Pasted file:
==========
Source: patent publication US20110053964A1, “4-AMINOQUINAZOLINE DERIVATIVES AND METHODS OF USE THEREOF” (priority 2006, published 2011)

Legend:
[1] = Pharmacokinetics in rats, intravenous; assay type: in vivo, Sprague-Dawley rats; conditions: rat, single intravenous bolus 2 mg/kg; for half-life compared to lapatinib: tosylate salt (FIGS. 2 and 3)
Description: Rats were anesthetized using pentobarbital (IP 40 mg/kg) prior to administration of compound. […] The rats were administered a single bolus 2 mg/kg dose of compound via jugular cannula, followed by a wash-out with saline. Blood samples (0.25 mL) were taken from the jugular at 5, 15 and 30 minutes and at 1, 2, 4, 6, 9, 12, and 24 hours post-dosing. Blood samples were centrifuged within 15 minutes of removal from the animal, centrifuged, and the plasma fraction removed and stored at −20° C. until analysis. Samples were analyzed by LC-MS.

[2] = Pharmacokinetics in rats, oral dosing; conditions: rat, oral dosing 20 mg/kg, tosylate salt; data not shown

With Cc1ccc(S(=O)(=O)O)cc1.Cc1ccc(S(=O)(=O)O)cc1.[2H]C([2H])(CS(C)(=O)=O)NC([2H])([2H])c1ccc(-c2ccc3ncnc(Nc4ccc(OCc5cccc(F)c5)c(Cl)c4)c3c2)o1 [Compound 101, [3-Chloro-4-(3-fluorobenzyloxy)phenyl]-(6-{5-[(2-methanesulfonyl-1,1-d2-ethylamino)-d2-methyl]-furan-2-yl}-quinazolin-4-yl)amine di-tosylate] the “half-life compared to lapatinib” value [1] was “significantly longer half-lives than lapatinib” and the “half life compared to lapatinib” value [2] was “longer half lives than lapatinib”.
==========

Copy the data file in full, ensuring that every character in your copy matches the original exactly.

Source: patent publication US20110053964A1, “4-AMINOQUINAZOLINE DERIVATIVES AND METHODS OF USE THEREOF” (priority 2006, published 2011)

Legend:
[1] = Pharmacokinetics in rats, intravenous; assay type: in vivo, Sprague-Dawley rats; conditions: rat, single intravenous bolus 2 mg/kg; for half-life compared to lapatinib: tosylate salt (FIGS. 2 and 3)
Description: Rats were anesthetized using pentobarbital (IP 40 mg/kg) prior to administration of compound. […] The rats were administered a single bolus 2 mg/kg dose of compound via jugular cannula, followed by a wash-out with saline. Blood samples (0.25 mL) were taken from the jugular at 5, 15 and 30 minutes and at 1, 2, 4, 6, 9, 12, and 24 hours post-dosing. Blood samples were centrifuged within 15 minutes of removal from the animal, centrifuged, and the plasma fraction removed and stored at −20° C. until analysis. Samples were analyzed by LC-MS.

[2] = Pharmacokinetics in rats, oral dosing; conditions: rat, oral dosing 20 mg/kg, tosylate salt; data not shown

With Cc1ccc(S(=O)(=O)O)cc1.Cc1ccc(S(=O)(=O)O)cc1.[2H]C([2H])(CS(C)(=O)=O)NC([2H])([2H])c1ccc(-c2ccc3ncnc(Nc4ccc(OCc5cccc(F)c5)c(Cl)c4)c3c2)o1 [Compound 101, [3-Chloro-4-(3-fluorobenzyloxy)phenyl]-(6-{5-[(2-methanesulfonyl-1,1-d2-ethylamino)-d2-methyl]-furan-2-yl}-quinazolin-4-yl)amine di-tosylate] the “half-life compared to lapatinib” value [1] was “significantly longer half-lives than lapatinib” and the “half life compared to lapatinib” value [2] was “longer half lives than lapatinib”.